The implication is that if someone were to be hurt by the machine built to USA standards, the plaintiff would have a strong case by asking; "why wasn't the better safety design used?"

My point is that the EU model for safety (burden of safety is on the machine supplier) fails if the machinery manufacturer misses something.  The CE mark on the side is invalid then.  The USA model for safety adds an additional layer of responsibility, that of the end-user company to provide a safe work place for its workers.  The lawsuits that arise from work-place injuries always name the employer and the equipment manufacturer.  They're both liable.

Charles Murray
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Blogger
Re: Machine safety
Charles Murray   7/14/2011 10:54:28 AM
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Standards bodies and safety agencies everywhere are notoriously slow to comprehend and fix safety issues. I don't know how one would go about comparing one continent's safety standards to another's. As Doug so accurately points out: The best policy is always "buyer beware."

Douglas Smock
User Rank
Platinum
Machine safety
Douglas Smock   7/14/2011 10:24:26 AM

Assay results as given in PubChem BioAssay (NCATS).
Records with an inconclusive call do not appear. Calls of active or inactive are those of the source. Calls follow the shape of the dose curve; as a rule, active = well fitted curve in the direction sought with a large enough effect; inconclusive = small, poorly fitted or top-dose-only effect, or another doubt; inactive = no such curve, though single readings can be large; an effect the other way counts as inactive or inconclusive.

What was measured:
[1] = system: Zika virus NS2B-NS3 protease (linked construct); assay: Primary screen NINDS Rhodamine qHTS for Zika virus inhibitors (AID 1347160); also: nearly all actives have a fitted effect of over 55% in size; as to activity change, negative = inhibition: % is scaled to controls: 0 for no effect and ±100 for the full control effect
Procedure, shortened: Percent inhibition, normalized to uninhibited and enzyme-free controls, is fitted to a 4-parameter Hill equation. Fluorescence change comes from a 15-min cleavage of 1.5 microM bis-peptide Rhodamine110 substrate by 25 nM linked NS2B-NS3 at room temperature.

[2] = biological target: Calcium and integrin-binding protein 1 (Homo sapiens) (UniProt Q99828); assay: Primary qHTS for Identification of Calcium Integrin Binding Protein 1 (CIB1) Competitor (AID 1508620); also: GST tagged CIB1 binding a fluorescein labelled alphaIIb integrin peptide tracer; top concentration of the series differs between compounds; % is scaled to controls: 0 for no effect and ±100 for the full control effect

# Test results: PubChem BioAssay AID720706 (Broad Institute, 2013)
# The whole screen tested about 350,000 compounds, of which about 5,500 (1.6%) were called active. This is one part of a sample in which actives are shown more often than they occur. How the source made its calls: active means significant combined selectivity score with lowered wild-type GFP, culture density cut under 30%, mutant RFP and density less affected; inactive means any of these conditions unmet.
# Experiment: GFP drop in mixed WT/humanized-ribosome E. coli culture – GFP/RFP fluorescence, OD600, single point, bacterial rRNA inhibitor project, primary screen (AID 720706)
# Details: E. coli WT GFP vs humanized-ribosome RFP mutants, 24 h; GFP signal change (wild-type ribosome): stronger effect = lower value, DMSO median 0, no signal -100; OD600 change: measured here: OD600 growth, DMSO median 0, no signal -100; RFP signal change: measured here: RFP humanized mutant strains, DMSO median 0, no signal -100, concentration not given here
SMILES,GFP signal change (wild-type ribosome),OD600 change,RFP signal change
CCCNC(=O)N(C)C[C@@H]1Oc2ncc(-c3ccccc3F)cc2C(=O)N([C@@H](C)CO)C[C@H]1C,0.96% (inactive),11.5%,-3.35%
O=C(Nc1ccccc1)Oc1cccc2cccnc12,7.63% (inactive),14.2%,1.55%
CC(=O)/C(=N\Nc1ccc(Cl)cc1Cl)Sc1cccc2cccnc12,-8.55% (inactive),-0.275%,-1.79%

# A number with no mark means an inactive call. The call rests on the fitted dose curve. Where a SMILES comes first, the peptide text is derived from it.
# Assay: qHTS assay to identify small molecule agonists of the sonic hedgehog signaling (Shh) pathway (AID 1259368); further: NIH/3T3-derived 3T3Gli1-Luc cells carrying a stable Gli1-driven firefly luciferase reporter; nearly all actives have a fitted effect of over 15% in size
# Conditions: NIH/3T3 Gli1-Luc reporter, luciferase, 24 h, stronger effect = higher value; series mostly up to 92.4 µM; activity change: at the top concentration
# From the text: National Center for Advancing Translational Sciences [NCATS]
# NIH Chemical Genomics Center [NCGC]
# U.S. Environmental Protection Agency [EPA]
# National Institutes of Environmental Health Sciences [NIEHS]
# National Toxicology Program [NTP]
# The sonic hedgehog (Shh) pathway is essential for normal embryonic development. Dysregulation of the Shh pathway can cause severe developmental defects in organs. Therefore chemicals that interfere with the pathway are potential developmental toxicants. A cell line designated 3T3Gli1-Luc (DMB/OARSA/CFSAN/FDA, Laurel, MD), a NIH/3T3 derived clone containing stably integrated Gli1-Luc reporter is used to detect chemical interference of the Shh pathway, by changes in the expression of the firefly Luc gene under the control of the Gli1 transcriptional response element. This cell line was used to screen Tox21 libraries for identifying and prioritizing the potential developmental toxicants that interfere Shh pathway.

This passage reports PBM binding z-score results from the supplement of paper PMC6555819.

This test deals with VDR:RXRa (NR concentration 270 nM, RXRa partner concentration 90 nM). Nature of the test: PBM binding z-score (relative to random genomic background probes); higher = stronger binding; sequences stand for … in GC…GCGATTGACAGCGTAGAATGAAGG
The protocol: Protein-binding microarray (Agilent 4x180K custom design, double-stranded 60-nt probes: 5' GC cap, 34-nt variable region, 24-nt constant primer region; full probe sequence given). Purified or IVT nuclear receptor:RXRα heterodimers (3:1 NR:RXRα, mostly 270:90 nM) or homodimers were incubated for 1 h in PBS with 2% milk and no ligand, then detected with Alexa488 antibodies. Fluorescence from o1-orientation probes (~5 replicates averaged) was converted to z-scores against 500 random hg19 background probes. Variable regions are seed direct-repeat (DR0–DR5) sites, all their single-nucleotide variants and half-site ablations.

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The standard-setting bureaucracy, either here or in Europe, is indeed baffling at times. It seems like an ASTM committee can spend 18 months to come up with a definition of something that seems pretty obvious. Safety standards play an important baseline role. They set a foundation. But my takeaway from your post is that the old law applies: caveat emptor. Just because something has a fancy label stamped on it (European, Japanese, Chinese or American) doesn't necessarily mean squat if you're not careful and continue to take the prudent measures you always should.

Alexander Wolfe
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Blogger
Meeting standards or meeting safety
Alexander Wolfe   7/14/2011 10:18:01 AM
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As you point out, TJ, it's not about meeting the letter of the standard as much as it is implmenting it in true spirit. It's analogous to security, where you can tweak your IT infrastructure so you pass a security audit, or you can do things which really protect you against hackers. The two aren't mutually exclusive, and don't have to be. The problem arises -- and it's the same case with the unified standards that apply to machinery -- because the standards often impose such a large cost that there's no money left over to do the "real" stuff too (and meeting the std is prioritized over "real") because then you're in a (finanically) losing situation. I should add that this whole back and forth only really comes into play because the real world is a moving target, while standards take time (eons) to create and agree up, and often by the time they're released the "real" world has passed them by.